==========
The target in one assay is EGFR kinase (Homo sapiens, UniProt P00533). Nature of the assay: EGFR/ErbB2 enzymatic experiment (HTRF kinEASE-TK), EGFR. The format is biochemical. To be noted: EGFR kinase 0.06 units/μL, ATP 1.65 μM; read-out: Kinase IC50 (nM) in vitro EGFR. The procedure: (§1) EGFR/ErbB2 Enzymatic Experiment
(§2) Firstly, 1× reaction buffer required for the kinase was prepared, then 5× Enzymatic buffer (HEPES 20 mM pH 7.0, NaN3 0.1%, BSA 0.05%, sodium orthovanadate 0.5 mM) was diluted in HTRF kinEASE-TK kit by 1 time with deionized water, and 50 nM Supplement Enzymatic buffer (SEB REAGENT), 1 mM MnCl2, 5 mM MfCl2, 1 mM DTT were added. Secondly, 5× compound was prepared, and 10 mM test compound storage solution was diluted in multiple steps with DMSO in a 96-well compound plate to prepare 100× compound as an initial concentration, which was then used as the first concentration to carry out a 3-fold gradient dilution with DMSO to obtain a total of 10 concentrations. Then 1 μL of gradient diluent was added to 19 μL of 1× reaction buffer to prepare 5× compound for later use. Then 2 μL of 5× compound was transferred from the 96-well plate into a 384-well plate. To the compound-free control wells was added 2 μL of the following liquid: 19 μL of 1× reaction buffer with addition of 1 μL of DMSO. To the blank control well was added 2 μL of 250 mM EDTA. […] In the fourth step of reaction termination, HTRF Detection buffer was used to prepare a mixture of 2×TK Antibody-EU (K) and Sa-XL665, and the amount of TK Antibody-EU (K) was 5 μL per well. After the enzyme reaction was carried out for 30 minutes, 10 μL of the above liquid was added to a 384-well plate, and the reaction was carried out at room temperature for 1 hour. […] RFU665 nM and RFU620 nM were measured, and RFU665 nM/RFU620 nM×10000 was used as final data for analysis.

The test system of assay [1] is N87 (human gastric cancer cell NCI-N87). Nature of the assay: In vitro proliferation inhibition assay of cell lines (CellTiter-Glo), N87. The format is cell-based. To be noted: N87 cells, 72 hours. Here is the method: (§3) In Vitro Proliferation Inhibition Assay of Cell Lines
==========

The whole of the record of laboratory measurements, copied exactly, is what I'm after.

The target in one assay is EGFR kinase (Homo sapiens, UniProt P00533). Nature of the assay: EGFR/ErbB2 enzymatic experiment (HTRF kinEASE-TK), EGFR. The format is biochemical. To be noted: EGFR kinase 0.06 units/μL, ATP 1.65 μM; read-out: Kinase IC50 (nM) in vitro EGFR. The procedure: (§1) EGFR/ErbB2 Enzymatic Experiment
(§2) Firstly, 1× reaction buffer required for the kinase was prepared, then 5× Enzymatic buffer (HEPES 20 mM pH 7.0, NaN3 0.1%, BSA 0.05%, sodium orthovanadate 0.5 mM) was diluted in HTRF kinEASE-TK kit by 1 time with deionized water, and 50 nM Supplement Enzymatic buffer (SEB REAGENT), 1 mM MnCl2, 5 mM MfCl2, 1 mM DTT were added. Secondly, 5× compound was prepared, and 10 mM test compound storage solution was diluted in multiple steps with DMSO in a 96-well compound plate to prepare 100× compound as an initial concentration, which was then used as the first concentration to carry out a 3-fold gradient dilution with DMSO to obtain a total of 10 concentrations. Then 1 μL of gradient diluent was added to 19 μL of 1× reaction buffer to prepare 5× compound for later use. Then 2 μL of 5× compound was transferred from the 96-well plate into a 384-well plate. To the compound-free control wells was added 2 μL of the following liquid: 19 μL of 1× reaction buffer with addition of 1 μL of DMSO. To the blank control well was added 2 μL of 250 mM EDTA. […] In the fourth step of reaction termination, HTRF Detection buffer was used to prepare a mixture of 2×TK Antibody-EU (K) and Sa-XL665, and the amount of TK Antibody-EU (K) was 5 μL per well. After the enzyme reaction was carried out for 30 minutes, 10 μL of the above liquid was added to a 384-well plate, and the reaction was carried out at room temperature for 1 hour. […] RFU665 nM and RFU620 nM were measured, and RFU665 nM/RFU620 nM×10000 was used as final data for analysis.

The test system of assay [1] is N87 (human gastric cancer cell NCI-N87). Nature of the assay: In vitro proliferation inhibition assay of cell lines (CellTiter-Glo), N87. The format is cell-based. To be noted: N87 cells, 72 hours. Here is the method: (§3) In Vitro Proliferation Inhibition Assay of Cell Lines